Aiming for around 10,000 steps a day while trying to lose weight is about right. Don’t worry if you aren’t at that level, the important thing is to increase your number of steps over these 12 weeks and beyond.

There are lots of different wearable devices, such as watches, activity trackers, and apps on phones, that count the number of steps you’re taking in a day.

Barriers to physical activity

There are many reasons we put off or avoid physical activity. Some common reasons people have given include:

  • the weather is bad
  • I’m embarrassed about how I look
  • I don’t have time due to childcare
  • I cant afford the special clothing

All of these reasons are barriers to physical activity and, while understandable, can be overcome with coping strategies

If you have a physical disabilities finding an activity that works for you is key. There are some ideas that you could try to increase your physical activity levels.

If you feel you’ve not been doing much physical activity then start by doing some gentle activities such as:

One popular programme, Football Fans In Training, links supporters around the country with their local football club for support.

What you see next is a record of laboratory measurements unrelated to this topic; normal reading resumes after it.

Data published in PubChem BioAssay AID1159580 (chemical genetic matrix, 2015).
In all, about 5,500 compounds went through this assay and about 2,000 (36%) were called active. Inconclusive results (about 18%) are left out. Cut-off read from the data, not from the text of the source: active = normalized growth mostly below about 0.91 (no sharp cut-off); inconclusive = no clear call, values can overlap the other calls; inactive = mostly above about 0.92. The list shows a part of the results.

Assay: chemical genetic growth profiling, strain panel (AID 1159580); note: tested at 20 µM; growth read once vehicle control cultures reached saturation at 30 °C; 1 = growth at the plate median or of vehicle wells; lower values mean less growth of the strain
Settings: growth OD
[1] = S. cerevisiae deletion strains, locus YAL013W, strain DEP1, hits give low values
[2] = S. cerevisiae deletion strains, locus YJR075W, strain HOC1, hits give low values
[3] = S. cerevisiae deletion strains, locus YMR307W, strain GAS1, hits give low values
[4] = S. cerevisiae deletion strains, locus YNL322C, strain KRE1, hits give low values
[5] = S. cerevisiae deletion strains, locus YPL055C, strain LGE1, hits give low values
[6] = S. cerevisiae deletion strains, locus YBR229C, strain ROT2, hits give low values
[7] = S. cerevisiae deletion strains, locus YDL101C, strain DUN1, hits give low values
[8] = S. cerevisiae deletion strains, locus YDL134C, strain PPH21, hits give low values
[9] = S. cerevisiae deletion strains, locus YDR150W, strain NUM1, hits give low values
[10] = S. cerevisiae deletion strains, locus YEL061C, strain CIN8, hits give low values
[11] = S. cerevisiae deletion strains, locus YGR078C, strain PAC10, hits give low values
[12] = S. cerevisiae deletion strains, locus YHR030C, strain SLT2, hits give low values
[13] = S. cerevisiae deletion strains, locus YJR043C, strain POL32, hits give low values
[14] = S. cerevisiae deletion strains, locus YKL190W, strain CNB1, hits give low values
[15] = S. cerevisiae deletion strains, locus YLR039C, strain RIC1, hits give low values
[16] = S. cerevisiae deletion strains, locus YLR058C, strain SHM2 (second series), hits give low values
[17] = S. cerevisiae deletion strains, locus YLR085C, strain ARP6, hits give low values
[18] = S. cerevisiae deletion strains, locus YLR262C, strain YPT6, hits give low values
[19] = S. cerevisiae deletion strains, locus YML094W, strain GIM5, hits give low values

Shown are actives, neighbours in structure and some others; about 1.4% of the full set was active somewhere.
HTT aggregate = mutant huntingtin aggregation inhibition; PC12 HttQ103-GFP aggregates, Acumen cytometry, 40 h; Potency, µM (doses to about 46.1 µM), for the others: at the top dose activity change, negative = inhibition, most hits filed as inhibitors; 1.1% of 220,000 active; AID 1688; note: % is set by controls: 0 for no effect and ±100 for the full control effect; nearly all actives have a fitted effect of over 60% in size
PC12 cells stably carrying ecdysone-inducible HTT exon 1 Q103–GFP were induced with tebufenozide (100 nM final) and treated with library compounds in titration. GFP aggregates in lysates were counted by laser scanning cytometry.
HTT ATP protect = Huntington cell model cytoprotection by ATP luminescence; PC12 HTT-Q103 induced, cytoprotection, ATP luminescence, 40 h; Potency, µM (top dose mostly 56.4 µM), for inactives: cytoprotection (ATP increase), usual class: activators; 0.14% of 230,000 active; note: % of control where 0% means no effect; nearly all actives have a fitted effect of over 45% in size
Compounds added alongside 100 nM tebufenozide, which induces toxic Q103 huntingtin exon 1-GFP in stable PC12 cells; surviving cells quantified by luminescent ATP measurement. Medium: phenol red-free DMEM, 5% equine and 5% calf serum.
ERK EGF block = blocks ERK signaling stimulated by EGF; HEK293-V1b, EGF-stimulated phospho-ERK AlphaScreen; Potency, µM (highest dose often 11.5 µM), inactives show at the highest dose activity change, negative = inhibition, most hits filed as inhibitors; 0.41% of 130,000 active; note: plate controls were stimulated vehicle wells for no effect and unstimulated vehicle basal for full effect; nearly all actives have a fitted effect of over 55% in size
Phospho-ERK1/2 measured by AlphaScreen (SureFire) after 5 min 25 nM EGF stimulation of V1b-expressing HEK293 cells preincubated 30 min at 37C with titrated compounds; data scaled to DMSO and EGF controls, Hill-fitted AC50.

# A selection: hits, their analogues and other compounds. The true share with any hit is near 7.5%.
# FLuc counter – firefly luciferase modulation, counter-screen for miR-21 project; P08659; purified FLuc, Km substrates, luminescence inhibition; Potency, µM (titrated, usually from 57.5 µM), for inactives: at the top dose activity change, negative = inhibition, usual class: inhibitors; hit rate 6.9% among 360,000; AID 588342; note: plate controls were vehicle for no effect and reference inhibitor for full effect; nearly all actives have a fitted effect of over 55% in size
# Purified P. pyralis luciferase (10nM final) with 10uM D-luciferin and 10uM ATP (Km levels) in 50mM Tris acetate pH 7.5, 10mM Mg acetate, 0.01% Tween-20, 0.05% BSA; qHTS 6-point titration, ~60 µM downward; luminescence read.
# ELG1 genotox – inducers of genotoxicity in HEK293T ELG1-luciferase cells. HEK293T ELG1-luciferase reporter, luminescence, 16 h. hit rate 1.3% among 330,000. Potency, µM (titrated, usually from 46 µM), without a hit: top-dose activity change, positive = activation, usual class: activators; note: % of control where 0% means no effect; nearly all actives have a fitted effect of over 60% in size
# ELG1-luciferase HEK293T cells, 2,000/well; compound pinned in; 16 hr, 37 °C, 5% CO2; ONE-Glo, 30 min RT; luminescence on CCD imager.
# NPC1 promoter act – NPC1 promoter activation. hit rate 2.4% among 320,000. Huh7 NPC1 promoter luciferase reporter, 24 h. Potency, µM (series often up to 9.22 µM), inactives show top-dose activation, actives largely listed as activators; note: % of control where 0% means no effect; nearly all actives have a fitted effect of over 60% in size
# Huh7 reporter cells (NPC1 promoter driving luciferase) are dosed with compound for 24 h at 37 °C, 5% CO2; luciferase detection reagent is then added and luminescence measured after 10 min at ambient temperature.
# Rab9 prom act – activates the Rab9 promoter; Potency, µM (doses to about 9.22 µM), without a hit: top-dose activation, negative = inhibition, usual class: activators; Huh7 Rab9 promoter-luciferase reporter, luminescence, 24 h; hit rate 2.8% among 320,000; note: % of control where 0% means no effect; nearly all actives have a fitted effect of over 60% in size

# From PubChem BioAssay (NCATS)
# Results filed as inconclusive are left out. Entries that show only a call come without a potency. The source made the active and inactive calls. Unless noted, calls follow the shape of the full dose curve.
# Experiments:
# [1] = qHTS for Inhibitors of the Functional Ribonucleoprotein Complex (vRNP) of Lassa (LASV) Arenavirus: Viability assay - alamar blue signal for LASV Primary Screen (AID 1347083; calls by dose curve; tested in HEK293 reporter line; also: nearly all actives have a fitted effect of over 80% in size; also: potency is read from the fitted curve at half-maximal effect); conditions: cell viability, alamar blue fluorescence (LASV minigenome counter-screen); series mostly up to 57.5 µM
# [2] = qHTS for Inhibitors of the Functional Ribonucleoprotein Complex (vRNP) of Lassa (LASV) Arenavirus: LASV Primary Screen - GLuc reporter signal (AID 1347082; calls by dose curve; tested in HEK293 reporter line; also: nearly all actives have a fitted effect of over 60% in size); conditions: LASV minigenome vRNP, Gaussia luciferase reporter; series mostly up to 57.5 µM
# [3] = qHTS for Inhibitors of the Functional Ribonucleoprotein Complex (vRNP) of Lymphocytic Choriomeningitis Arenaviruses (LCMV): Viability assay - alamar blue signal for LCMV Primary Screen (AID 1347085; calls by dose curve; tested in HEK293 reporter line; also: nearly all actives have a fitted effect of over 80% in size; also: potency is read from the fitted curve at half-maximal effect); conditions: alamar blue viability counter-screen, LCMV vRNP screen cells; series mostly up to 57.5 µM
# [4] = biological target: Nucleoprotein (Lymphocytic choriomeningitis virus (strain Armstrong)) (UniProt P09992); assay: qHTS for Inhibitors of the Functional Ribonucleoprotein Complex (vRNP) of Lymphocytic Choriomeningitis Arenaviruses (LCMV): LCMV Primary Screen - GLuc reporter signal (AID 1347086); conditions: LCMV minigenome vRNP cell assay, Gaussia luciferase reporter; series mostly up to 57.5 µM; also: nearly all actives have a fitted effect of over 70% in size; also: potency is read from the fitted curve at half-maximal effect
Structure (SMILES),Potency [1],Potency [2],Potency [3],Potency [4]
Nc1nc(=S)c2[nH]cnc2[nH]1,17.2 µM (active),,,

You may be using this programme as you have little free time or have caring duties. Consider ways to exercise at home such as using online activity or yoga classes.

Recording your lifestyle

We’ve looked at why and how to record lifestyle in week 1. If you haven’t started recording yet, then this week is a good time to start and get yourself into the habit.

Download our lifestyle diary to get started

Weekly goals

It’s time to set new goals for next week. You may feel that you’ve met all the goals from last week, met part of them or not met them at all. The most important thing is to learn what it was that got in the way of you being able to meet them.

Missing your goals

If you found it hard to meet the goals you set last week then consider how you could make them achievable this week. For example, if you set, ‘I’ll walk for 30 minutes 3 days a week’, then set a new target of doing it 2 days a week, or walking for 15 minutes.

Could you fit in the walking in your current day such as walk the kids to school or get off the bus 2 stops earlier and walk to work from there?